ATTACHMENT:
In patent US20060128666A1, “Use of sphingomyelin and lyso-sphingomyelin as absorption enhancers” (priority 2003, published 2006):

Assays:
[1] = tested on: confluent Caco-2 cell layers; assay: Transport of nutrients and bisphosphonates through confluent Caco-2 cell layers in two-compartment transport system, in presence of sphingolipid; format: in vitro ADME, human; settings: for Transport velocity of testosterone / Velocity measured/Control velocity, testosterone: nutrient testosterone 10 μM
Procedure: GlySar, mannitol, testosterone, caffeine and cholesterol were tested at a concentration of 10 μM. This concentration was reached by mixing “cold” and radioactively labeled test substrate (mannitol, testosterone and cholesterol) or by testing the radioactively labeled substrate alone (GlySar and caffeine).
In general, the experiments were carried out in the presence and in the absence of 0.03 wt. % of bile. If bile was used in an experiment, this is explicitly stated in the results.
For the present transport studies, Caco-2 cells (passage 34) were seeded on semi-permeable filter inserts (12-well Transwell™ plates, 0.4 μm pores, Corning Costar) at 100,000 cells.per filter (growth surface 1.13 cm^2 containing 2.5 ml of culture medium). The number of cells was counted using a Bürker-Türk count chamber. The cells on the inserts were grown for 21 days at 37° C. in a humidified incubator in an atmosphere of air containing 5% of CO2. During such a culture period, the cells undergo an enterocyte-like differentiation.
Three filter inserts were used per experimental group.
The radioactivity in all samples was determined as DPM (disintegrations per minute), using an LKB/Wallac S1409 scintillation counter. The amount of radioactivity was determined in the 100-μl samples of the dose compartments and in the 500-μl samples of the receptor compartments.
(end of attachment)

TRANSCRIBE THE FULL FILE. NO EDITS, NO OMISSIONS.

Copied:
In patent US20060128666A1, “Use of sphingomyelin and lyso-sphingomyelin as absorption enhancers” (priority 2003, published 2006):

Assays:
[1] = tested on: confluent Caco-2 cell layers; assay: Transport of nutrients and bisphosphonates through confluent Caco-2 cell layers in two-compartment transport system, in presence of sphingolipid; format: in vitro ADME, human; settings: for Transport velocity of testosterone / Velocity measured/Control velocity, testosterone: nutrient testosterone 10 μM
Procedure: GlySar, mannitol, testosterone, caffeine and cholesterol were tested at a concentration of 10 μM. This concentration was reached by mixing “cold” and radioactively labeled test substrate (mannitol, testosterone and cholesterol) or by testing the radioactively labeled substrate alone (GlySar and caffeine).
In general, the experiments were carried out in the presence and in the absence of 0.03 wt. % of bile. If bile was used in an experiment, this is explicitly stated in the results.
For the present transport studies, Caco-2 cells (passage 34) were seeded on semi-permeable filter inserts (12-well Transwell™ plates, 0.4 μm pores, Corning Costar) at 100,000 cells.per filter (growth surface 1.13 cm^2 containing 2.5 ml of culture medium). The number of cells was counted using a Bürker-Türk count chamber. The cells on the inserts were grown for 21 days at 37° C. in a humidified incubator in an atmosphere of air containing 5% of CO2. During such a culture period, the cells undergo an enterocyte-like differentiation.
Three filter inserts were used per experimental group.
The radioactivity in all samples was determined as DPM (disintegrations per minute), using an LKB/Wallac S1409 scintillation counter. The amount of radioactivity was determined in the 100-μl samples of the dose compartments and in the 500-μl samples of the receptor compartments.